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Transcript
Lecture 3
(Jan 19, 2004)
2.6 Numerical Summaries of Quantitative Variables
We have seen many ideas in this section before.
Notation for raw data:
n: the number of individuals in a data set.
x1, x2, … , xn: the individual raw data values
Mean vs. Median
1. How to calculate mean and median; mean: x =
x
n
i
.
2. influence of outliers on the mean and median;
Spread of data:
1.
2.
3.
4.
Q1: lower quartile;
Q3: upper quartile;
Range: high extreme – low extreme;
Interquartile range: Q3 – Q1, notation as: IQR;
Percentiles: in general, the kth percentile is a number that has k% of the data
values at or below it and (100 – k)% of the data values at or above it.
Boxplot and interpretation:
In Minitab, we use Graph >> Boxplot, and then chose the variable that we
are interested in as Y, and appropriate X.
Using the ideal height data again and want to see the comparison between
males and females:
85
IdealHt
80
75
70
65
60
f emale
male
Gender
1. Label Y-axis with numbers from the minimum to maximum of the
data;
2. The upper end of the box is Q1 and lower end is Q3;
3. The line in the middle is the median;
4. Draw a line that extended from Q1 end to the smallest data value that
is not further than 1.5*IQR from Q1, draw a line that extended from
Q3 end to the largest data value that is not further than 1.5*IQR.
5. The rest points are treated as outliers and they should be represented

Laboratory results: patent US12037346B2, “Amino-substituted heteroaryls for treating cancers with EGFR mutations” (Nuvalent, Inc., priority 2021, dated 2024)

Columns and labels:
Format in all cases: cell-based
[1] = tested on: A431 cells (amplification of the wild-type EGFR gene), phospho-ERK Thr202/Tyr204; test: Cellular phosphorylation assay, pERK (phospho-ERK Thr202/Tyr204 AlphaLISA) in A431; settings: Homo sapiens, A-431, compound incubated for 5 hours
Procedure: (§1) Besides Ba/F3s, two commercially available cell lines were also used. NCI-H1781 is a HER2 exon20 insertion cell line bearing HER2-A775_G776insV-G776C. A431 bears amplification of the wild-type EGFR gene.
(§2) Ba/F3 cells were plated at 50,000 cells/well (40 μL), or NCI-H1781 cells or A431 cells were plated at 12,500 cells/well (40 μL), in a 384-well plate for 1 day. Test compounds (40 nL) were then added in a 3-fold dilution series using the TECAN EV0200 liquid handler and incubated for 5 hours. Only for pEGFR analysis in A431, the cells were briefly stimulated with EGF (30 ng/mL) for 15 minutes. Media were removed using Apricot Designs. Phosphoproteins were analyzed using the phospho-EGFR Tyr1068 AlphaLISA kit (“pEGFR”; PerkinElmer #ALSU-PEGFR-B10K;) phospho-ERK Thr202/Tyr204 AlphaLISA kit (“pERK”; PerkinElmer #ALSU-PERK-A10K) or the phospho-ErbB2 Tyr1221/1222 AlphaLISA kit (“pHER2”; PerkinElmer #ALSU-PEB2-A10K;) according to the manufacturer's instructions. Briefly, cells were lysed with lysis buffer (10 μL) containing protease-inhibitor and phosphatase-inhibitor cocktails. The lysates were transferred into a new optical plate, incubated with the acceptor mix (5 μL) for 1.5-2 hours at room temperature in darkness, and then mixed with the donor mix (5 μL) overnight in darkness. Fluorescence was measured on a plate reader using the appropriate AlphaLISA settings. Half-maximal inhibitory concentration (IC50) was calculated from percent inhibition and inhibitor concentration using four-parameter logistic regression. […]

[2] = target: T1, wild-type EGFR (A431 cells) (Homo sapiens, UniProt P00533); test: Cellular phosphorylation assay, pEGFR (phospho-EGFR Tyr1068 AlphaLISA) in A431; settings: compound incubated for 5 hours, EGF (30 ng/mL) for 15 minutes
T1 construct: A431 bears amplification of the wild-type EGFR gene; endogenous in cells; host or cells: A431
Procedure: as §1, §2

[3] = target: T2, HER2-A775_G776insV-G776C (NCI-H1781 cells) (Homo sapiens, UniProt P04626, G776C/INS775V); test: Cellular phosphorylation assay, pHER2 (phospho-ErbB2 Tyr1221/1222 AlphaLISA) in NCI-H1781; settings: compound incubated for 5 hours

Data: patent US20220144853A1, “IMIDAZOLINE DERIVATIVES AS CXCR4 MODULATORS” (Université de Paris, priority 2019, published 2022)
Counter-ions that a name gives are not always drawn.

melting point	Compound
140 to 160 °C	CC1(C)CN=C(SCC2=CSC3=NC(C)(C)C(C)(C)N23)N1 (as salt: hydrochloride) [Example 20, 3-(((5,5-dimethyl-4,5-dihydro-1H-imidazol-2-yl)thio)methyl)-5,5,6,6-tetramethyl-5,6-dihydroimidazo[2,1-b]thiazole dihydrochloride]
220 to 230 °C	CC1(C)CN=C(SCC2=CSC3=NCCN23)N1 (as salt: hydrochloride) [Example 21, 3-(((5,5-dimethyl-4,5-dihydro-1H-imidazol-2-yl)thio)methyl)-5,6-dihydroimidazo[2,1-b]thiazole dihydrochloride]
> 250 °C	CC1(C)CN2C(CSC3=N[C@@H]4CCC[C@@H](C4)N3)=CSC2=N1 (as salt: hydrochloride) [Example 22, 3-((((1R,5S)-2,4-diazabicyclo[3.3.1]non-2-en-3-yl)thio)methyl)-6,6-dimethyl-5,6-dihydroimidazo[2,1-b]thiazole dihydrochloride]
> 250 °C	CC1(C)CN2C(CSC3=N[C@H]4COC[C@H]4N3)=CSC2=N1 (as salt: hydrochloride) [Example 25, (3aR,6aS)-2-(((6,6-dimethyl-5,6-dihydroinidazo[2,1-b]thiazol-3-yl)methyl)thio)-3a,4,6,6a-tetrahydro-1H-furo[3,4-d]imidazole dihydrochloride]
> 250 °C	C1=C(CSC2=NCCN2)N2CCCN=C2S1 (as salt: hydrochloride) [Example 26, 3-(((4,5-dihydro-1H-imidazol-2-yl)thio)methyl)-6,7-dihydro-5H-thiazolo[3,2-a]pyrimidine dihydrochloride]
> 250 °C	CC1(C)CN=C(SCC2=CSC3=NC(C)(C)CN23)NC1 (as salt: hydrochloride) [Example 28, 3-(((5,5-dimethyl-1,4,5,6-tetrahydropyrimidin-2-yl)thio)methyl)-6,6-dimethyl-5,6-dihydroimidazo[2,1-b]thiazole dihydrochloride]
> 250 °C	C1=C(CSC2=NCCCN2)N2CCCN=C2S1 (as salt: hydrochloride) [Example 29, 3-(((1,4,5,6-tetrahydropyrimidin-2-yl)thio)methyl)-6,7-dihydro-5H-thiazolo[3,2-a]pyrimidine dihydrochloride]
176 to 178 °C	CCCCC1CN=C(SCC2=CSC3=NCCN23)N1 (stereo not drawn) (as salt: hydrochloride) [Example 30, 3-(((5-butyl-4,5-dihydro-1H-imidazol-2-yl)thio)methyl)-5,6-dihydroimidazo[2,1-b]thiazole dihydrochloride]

with asterisks at their proper positions.
2.7
Bell-shaped Distributions of Numbers
Nature seems to follow a predictable pattern for many kinds of
measurements. Most individuals are concentrated around the center, and
the greater the distance a value is from the center, the fewer individuals
have the value. For example, human’s height, or weight.
Numerical variables follow this pattern are said to follow a bell-shaped
curve, many of them have a certain distribution called normal
distribution.
Look at the actual data of height:
Histogram of Height, with Normal Curve
50
Frequency
40
30
20
10
0
60
70
80
90
Height
Stat >> Basic statistics >> Display Descriptive Statistics, choose the
column of interest, click Graphs and choose Histogram with normal
curve.
Standard Deviation:
Standard deviation: roughly is the average distance values fall from the
mean.
Sample mean: x ;
Population mean:  ; note: usually we do NOT know this value. We want
to draw inference on this population mean.
Sample standard deviation: s =
(x
Population standard deviation:  
i
 x)
=
n 1
 (x
i
x
2
 )
n
2
i
 nx
n 1
2
;
2
.
Empirical Rule: for any bell-shaped curve, approximately:
1. 68% of the values fall within 1 standard deviation of the mean in
either direction;
2. 95% of the values fall within 2 standard deviations of the mean in
either direction;
3. 99.7 of the values fall within 3 standard deviations of the mean in
either direction.
Standardized z-score
z=
observed  mean
. z-score shows us how far a given point is away from
std
the mean in terms of standard deviation.
Empirical Rule: for any bell-shaped curve, approximately:
4. 68% of the values have z-score between -1 and 1;
5. 95% of the values have z-score between -2 and 2;
6. 99.7 of the values have z-score between -3 and 3.